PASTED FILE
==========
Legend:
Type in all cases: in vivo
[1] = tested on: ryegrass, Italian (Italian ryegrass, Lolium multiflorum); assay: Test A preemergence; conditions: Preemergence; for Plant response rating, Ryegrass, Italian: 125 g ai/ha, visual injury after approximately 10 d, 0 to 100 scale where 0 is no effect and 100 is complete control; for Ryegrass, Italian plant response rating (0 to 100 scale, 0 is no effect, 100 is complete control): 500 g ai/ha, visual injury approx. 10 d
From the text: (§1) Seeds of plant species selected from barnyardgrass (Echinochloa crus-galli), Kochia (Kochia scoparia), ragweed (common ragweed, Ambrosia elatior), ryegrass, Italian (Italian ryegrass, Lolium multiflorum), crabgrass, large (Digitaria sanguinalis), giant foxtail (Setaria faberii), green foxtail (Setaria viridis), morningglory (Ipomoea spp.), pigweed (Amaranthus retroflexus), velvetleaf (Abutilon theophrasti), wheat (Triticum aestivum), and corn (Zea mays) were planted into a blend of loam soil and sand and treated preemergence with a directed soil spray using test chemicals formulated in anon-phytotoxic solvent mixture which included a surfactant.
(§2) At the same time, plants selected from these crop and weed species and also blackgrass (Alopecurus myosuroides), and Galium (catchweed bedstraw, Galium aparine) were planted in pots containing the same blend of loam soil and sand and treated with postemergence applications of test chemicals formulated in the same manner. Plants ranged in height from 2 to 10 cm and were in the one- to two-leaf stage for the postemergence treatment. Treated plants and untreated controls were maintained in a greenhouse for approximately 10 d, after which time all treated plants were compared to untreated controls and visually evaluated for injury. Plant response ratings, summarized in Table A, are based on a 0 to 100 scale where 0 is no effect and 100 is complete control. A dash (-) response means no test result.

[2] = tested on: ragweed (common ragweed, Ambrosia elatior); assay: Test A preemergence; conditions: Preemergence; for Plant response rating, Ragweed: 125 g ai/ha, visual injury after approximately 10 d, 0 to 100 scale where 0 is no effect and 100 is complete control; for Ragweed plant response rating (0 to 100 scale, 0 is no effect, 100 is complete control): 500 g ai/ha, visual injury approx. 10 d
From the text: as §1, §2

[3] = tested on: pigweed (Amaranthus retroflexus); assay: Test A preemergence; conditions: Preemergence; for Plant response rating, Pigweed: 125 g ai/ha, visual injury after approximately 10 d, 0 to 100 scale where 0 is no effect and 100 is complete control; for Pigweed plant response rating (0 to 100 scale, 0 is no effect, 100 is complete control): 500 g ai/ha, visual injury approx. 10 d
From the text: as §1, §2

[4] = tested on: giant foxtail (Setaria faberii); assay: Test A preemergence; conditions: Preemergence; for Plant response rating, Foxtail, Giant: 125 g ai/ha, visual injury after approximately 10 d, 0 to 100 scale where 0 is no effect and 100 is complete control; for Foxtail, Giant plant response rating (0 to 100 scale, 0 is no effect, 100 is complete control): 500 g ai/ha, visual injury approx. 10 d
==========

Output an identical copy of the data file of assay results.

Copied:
Legend:
Type in all cases: in vivo
[1] = tested on: ryegrass, Italian (Italian ryegrass, Lolium multiflorum); assay: Test A preemergence; conditions: Preemergence; for Plant response rating, Ryegrass, Italian: 125 g ai/ha, visual injury after approximately 10 d, 0 to 100 scale where 0 is no effect and 100 is complete control; for Ryegrass, Italian plant response rating (0 to 100 scale, 0 is no effect, 100 is complete control): 500 g ai/ha, visual injury approx. 10 d
From the text: (§1) Seeds of plant species selected from barnyardgrass (Echinochloa crus-galli), Kochia (Kochia scoparia), ragweed (common ragweed, Ambrosia elatior), ryegrass, Italian (Italian ryegrass, Lolium multiflorum), crabgrass, large (Digitaria sanguinalis), giant foxtail (Setaria faberii), green foxtail (Setaria viridis), morningglory (Ipomoea spp.), pigweed (Amaranthus retroflexus), velvetleaf (Abutilon theophrasti), wheat (Triticum aestivum), and corn (Zea mays) were planted into a blend of loam soil and sand and treated preemergence with a directed soil spray using test chemicals formulated in anon-phytotoxic solvent mixture which included a surfactant.
(§2) At the same time, plants selected from these crop and weed species and also blackgrass (Alopecurus myosuroides), and Galium (catchweed bedstraw, Galium aparine) were planted in pots containing the same blend of loam soil and sand and treated with postemergence applications of test chemicals formulated in the same manner. Plants ranged in height from 2 to 10 cm and were in the one- to two-leaf stage for the postemergence treatment. Treated plants and untreated controls were maintained in a greenhouse for approximately 10 d, after which time all treated plants were compared to untreated controls and visually evaluated for injury. Plant response ratings, summarized in Table A, are based on a 0 to 100 scale where 0 is no effect and 100 is complete control. A dash (-) response means no test result.

[2] = tested on: ragweed (common ragweed, Ambrosia elatior); assay: Test A preemergence; conditions: Preemergence; for Plant response rating, Ragweed: 125 g ai/ha, visual injury after approximately 10 d, 0 to 100 scale where 0 is no effect and 100 is complete control; for Ragweed plant response rating (0 to 100 scale, 0 is no effect, 100 is complete control): 500 g ai/ha, visual injury approx. 10 d
From the text: as §1, §2

[3] = tested on: pigweed (Amaranthus retroflexus); assay: Test A preemergence; conditions: Preemergence; for Plant response rating, Pigweed: 125 g ai/ha, visual injury after approximately 10 d, 0 to 100 scale where 0 is no effect and 100 is complete control; for Pigweed plant response rating (0 to 100 scale, 0 is no effect, 100 is complete control): 500 g ai/ha, visual injury approx. 10 d
From the text: as §1, §2

[4] = tested on: giant foxtail (Setaria faberii); assay: Test A preemergence; conditions: Preemergence; for Plant response rating, Foxtail, Giant: 125 g ai/ha, visual injury after approximately 10 d, 0 to 100 scale where 0 is no effect and 100 is complete control; for Foxtail, Giant plant response rating (0 to 100 scale, 0 is no effect, 100 is complete control): 500 g ai/ha, visual injury approx. 10 d